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Fitting flow and return plastic pipes

Discussion in 'Your Projects' started by Specs75, 30 Aug 2016.

  1. Specs75

    Specs75

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    Hi, I have a 4 bed bungalow and a looking to change from electric storage heaters to oil fired central heating. I'm keen to put in plastic pipe (22mm) for flow and return as there's plenty of space under the house (suspended chipboard floor) and the plumber tells me this will save me a fortune. How do I go about getting them through the joists 10 radiators max hoping for an oil combo boiler. All advice greatly appreciated
     
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  3. PrenticeBoyofDerry

    PrenticeBoyofDerry

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    You must comply to building regulations that are stated in Part A of the building regs, with regards to keeping structure of the joist stable. A quick guide is here:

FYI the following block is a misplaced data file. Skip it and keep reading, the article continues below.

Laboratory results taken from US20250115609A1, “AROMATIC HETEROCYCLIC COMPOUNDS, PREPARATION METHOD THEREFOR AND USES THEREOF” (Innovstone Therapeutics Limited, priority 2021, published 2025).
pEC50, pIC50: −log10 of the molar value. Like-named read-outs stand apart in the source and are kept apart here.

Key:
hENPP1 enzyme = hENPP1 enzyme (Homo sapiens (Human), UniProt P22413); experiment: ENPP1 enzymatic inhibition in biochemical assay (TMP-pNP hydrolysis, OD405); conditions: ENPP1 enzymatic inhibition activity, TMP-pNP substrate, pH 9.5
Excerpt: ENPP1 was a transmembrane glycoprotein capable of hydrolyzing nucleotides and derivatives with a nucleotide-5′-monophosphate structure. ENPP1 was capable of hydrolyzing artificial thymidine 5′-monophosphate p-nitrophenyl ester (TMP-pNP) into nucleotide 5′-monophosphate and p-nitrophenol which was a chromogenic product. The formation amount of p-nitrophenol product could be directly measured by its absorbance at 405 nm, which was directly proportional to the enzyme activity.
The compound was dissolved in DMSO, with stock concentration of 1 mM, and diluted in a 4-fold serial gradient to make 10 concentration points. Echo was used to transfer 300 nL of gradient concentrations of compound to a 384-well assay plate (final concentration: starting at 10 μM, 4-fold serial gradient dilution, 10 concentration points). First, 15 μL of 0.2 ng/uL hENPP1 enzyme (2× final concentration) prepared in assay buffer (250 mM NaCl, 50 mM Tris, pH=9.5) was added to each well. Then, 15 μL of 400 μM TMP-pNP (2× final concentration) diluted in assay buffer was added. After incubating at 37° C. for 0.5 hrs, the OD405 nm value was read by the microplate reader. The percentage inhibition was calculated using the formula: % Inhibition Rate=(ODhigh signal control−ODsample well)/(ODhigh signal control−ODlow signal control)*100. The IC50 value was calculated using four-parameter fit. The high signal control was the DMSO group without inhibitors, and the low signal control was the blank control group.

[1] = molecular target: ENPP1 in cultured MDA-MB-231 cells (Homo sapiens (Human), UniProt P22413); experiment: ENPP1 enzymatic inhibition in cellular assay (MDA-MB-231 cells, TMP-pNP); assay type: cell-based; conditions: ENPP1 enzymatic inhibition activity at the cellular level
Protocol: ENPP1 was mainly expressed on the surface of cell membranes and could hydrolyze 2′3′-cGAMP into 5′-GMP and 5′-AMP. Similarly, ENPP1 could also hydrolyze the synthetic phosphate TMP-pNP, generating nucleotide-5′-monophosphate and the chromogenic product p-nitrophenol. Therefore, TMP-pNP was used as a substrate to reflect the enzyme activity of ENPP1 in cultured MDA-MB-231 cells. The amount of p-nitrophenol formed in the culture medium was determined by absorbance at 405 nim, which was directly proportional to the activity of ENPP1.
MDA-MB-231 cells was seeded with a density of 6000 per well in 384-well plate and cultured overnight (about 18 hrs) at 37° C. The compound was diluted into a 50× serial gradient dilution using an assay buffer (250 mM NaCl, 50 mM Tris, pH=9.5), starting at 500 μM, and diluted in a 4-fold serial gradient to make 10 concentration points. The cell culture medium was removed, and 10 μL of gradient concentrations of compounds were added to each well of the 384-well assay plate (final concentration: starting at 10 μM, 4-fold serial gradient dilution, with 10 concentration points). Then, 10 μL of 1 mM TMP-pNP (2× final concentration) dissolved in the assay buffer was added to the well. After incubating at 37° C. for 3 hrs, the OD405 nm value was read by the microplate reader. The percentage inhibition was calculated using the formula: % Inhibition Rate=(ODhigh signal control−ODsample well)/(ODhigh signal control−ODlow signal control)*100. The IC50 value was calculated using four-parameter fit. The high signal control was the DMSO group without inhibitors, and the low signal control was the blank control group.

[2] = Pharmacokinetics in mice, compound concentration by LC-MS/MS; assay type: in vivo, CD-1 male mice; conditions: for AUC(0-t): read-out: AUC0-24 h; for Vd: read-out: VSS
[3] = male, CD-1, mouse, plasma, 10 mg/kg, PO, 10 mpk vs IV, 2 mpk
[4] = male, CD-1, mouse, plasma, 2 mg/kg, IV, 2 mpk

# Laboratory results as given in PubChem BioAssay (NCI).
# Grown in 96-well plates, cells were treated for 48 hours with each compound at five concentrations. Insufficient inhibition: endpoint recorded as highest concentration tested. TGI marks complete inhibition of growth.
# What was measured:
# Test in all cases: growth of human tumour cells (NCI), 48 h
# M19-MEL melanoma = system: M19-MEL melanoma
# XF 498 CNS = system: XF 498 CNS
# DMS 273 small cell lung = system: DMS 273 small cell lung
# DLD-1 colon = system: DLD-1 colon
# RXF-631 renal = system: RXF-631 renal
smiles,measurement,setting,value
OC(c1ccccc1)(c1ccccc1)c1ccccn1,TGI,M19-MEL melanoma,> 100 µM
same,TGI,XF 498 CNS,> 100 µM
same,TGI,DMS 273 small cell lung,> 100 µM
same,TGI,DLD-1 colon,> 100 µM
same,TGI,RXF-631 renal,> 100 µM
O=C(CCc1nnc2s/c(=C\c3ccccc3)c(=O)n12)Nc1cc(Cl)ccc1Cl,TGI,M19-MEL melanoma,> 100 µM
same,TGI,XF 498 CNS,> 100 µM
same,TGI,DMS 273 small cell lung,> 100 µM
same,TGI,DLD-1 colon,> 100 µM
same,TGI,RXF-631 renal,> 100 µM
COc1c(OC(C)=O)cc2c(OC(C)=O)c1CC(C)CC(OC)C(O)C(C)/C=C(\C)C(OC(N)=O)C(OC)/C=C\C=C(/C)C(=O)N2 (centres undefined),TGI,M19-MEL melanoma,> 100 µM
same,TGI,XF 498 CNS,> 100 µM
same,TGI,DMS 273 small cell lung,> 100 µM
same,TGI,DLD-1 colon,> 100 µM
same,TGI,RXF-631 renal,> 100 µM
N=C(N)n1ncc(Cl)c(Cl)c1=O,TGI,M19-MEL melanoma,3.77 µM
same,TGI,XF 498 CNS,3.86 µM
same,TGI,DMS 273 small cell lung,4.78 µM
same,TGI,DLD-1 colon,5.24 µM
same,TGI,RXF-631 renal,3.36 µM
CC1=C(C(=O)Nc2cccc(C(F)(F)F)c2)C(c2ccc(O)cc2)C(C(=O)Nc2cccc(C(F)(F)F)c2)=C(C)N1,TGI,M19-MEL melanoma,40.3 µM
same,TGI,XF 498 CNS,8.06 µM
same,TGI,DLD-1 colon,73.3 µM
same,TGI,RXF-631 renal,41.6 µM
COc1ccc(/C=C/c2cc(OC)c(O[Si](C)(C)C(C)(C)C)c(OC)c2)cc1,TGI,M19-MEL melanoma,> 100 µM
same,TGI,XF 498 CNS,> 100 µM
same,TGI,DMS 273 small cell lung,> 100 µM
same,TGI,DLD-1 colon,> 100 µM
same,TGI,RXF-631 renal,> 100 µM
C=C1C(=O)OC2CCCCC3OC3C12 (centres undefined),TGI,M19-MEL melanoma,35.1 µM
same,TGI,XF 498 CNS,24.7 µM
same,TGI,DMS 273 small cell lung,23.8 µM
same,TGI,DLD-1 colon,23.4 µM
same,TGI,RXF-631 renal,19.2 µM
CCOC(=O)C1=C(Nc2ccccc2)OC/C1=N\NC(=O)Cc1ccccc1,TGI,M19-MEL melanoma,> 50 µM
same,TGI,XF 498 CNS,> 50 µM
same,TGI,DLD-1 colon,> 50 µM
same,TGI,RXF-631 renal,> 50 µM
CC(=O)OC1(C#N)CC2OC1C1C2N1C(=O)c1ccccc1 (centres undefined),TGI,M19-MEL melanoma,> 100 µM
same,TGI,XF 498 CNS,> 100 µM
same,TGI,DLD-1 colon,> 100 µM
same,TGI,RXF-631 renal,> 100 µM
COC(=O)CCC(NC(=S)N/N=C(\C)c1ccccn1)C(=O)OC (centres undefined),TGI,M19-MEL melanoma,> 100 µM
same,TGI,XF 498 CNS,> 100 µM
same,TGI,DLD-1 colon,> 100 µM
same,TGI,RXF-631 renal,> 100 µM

http://www.diynot.com/wiki/Electrics:route
    It applies to both pipework and electrical cable with regards to the notching and holing to keep a maintained structural strength of the joist.
     
  4. Specs75

    Specs75

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    Thanks for your response.

    Would clipping to the bottom of the joists be the best option? Also with plastic pipe work should I insulate?
     
  5. PrenticeBoyofDerry

    PrenticeBoyofDerry

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    You can clip them to underside of joists, but what you must not do is notch the underside of the joist out, as this will weaken it.
    If the pipes are routed outside of the thermal envelope, then yes they should be insulated.
     
  6. Specs75

    Specs75

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    Thanks for getting back to me, will clip to the underside of joists. They're in good condition. What would you recommend for insulation?
     
  7. PrenticeBoyofDerry

    PrenticeBoyofDerry

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    Just the normal pipe insulation, climaflex stuff or similar foam products.
     
  8. chappers

    chappers

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    Depends on how many fittings you need, whilst copper is quite expensive, so are push fit fittings.
    Labour a bit less with plastic as easier to route etc.
     
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